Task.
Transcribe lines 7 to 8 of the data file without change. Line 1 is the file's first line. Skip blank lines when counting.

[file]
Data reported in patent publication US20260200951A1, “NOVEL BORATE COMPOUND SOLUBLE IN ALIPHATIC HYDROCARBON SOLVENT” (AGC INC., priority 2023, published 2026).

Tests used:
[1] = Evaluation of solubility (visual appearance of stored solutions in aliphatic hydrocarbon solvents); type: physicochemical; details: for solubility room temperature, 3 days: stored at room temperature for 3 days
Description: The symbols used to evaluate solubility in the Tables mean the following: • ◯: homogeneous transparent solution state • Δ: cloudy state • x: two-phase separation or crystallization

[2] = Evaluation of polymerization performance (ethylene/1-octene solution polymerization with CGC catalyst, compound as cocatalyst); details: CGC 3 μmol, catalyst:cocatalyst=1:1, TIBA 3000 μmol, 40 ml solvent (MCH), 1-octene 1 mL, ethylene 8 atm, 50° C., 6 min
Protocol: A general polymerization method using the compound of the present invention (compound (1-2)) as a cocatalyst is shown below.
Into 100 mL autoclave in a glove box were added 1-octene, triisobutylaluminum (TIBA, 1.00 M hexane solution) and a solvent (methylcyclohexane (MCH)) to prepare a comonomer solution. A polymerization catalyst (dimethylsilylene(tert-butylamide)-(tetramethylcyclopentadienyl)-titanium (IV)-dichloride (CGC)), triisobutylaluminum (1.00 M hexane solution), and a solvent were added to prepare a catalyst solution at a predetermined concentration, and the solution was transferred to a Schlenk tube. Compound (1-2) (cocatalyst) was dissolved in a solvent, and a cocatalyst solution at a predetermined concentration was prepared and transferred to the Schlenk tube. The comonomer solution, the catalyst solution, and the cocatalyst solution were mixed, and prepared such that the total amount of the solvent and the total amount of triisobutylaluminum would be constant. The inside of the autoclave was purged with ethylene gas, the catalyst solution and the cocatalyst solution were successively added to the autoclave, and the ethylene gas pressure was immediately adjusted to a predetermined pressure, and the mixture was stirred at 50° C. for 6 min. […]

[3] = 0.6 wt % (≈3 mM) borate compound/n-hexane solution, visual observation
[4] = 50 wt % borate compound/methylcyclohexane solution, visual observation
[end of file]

Into 100 mL autoclave in a glove box were added 1-octene, triisobutylaluminum (TIBA, 1.00 M hexane solution) and a solvent (methylcyclohexane (MCH)) to prepare a comonomer solution. A polymerization catalyst (dimethylsilylene(tert-butylamide)-(tetramethylcyclopentadienyl)-titanium (IV)-dichloride (CGC)), triisobutylaluminum (1.00 M hexane solution), and a solvent were added to prepare a catalyst solution at a predetermined concentration, and the solution was transferred to a Schlenk tube. Compound (1-2) (cocatalyst) was dissolved in a solvent, and a cocatalyst solution at a predetermined concentration was prepared and transferred to the Schlenk tube. The comonomer solution, the catalyst solution, and the cocatalyst solution were mixed, and prepared such that the total amount of the solvent and the total amount of triisobutylaluminum would be constant. The inside of the autoclave was purged with ethylene gas, the catalyst solution and the cocatalyst solution were successively added to the autoclave, and the ethylene gas pressure was immediately adjusted to a predetermined pressure, and the mixture was stirred at 50° C. for 6 min. […]

[3] = 0.6 wt % (≈3 mM) borate compound/n-hexane solution, visual observation